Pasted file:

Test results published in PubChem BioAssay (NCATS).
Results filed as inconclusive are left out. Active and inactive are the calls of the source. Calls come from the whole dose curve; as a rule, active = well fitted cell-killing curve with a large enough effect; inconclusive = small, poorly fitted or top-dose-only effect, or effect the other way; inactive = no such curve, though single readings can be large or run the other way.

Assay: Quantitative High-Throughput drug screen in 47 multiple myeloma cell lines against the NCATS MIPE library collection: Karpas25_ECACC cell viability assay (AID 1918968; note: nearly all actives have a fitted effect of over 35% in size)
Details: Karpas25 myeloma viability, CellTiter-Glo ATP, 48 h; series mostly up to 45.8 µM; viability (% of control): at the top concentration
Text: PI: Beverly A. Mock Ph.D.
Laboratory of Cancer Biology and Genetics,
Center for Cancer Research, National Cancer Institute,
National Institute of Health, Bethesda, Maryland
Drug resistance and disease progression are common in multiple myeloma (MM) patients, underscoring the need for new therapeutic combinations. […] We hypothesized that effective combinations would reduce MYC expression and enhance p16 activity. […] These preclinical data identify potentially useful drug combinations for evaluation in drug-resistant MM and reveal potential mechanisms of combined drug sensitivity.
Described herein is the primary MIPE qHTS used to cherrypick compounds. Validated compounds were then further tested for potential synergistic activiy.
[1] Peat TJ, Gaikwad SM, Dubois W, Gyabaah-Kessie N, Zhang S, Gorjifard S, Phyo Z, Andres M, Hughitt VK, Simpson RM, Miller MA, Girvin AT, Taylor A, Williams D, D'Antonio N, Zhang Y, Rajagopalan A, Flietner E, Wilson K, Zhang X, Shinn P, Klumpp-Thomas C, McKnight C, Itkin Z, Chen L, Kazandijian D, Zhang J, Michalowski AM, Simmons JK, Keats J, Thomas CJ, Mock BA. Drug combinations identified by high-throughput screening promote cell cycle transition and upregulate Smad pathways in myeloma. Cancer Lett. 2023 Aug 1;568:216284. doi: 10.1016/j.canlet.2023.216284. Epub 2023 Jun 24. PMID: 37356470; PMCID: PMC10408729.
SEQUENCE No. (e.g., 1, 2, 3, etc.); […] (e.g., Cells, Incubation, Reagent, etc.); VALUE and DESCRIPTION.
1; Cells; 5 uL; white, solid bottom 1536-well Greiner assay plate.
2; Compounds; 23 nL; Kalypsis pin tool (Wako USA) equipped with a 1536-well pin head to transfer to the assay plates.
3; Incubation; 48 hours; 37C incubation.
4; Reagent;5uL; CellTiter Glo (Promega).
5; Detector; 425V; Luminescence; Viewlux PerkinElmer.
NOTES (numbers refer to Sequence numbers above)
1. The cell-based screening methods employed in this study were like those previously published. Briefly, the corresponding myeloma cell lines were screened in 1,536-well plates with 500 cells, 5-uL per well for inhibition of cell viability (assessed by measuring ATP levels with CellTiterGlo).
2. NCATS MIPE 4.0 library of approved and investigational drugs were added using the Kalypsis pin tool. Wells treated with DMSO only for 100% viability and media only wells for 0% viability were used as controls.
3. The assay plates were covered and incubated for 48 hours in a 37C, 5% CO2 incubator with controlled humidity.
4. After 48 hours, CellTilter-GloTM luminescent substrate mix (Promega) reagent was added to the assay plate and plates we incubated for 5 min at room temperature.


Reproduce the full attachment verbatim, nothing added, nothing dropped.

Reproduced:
Test results published in PubChem BioAssay (NCATS).
Results filed as inconclusive are left out. Active and inactive are the calls of the source. Calls come from the whole dose curve; as a rule, active = well fitted cell-killing curve with a large enough effect; inconclusive = small, poorly fitted or top-dose-only effect, or effect the other way; inactive = no such curve, though single readings can be large or run the other way.

Assay: Quantitative High-Throughput drug screen in 47 multiple myeloma cell lines against the NCATS MIPE library collection: Karpas25_ECACC cell viability assay (AID 1918968; note: nearly all actives have a fitted effect of over 35% in size)
Details: Karpas25 myeloma viability, CellTiter-Glo ATP, 48 h; series mostly up to 45.8 µM; viability (% of control): at the top concentration
Text: PI: Beverly A. Mock Ph.D.
Laboratory of Cancer Biology and Genetics,
Center for Cancer Research, National Cancer Institute,
National Institute of Health, Bethesda, Maryland
Drug resistance and disease progression are common in multiple myeloma (MM) patients, underscoring the need for new therapeutic combinations. […] We hypothesized that effective combinations would reduce MYC expression and enhance p16 activity. […] These preclinical data identify potentially useful drug combinations for evaluation in drug-resistant MM and reveal potential mechanisms of combined drug sensitivity.
Described herein is the primary MIPE qHTS used to cherrypick compounds. Validated compounds were then further tested for potential synergistic activiy.
[1] Peat TJ, Gaikwad SM, Dubois W, Gyabaah-Kessie N, Zhang S, Gorjifard S, Phyo Z, Andres M, Hughitt VK, Simpson RM, Miller MA, Girvin AT, Taylor A, Williams D, D'Antonio N, Zhang Y, Rajagopalan A, Flietner E, Wilson K, Zhang X, Shinn P, Klumpp-Thomas C, McKnight C, Itkin Z, Chen L, Kazandijian D, Zhang J, Michalowski AM, Simmons JK, Keats J, Thomas CJ, Mock BA. Drug combinations identified by high-throughput screening promote cell cycle transition and upregulate Smad pathways in myeloma. Cancer Lett. 2023 Aug 1;568:216284. doi: 10.1016/j.canlet.2023.216284. Epub 2023 Jun 24. PMID: 37356470; PMCID: PMC10408729.
SEQUENCE No. (e.g., 1, 2, 3, etc.); […] (e.g., Cells, Incubation, Reagent, etc.); VALUE and DESCRIPTION.
1; Cells; 5 uL; white, solid bottom 1536-well Greiner assay plate.
2; Compounds; 23 nL; Kalypsis pin tool (Wako USA) equipped with a 1536-well pin head to transfer to the assay plates.
3; Incubation; 48 hours; 37C incubation.
4; Reagent;5uL; CellTiter Glo (Promega).
5; Detector; 425V; Luminescence; Viewlux PerkinElmer.
NOTES (numbers refer to Sequence numbers above)
1. The cell-based screening methods employed in this study were like those previously published. Briefly, the corresponding myeloma cell lines were screened in 1,536-well plates with 500 cells, 5-uL per well for inhibition of cell viability (assessed by measuring ATP levels with CellTiterGlo).
2. NCATS MIPE 4.0 library of approved and investigational drugs were added using the Kalypsis pin tool. Wells treated with DMSO only for 100% viability and media only wells for 0% viability were used as controls.
3. The assay plates were covered and incubated for 48 hours in a 37C, 5% CO2 incubator with controlled humidity.
4. After 48 hours, CellTilter-GloTM luminescent substrate mix (Promega) reagent was added to the assay plate and plates we incubated for 5 min at room temperature.